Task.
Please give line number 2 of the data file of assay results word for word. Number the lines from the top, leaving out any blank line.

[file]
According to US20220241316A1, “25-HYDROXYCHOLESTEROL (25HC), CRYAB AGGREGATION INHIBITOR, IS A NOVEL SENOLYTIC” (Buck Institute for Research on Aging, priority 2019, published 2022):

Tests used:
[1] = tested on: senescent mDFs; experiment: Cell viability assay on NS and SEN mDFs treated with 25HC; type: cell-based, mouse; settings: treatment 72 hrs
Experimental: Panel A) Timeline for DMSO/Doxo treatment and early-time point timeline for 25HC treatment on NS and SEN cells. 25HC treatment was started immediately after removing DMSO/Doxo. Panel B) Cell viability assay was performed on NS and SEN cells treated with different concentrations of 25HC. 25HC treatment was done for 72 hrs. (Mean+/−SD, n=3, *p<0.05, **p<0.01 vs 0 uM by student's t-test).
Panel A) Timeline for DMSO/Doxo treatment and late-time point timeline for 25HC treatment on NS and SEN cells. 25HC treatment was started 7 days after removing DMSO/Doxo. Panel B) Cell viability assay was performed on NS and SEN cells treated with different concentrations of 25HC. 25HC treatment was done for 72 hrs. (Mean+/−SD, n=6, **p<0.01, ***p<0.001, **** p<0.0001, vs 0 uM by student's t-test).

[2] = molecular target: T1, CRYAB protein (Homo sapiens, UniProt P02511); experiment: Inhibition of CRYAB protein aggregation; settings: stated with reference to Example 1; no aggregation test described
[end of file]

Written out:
Tests used: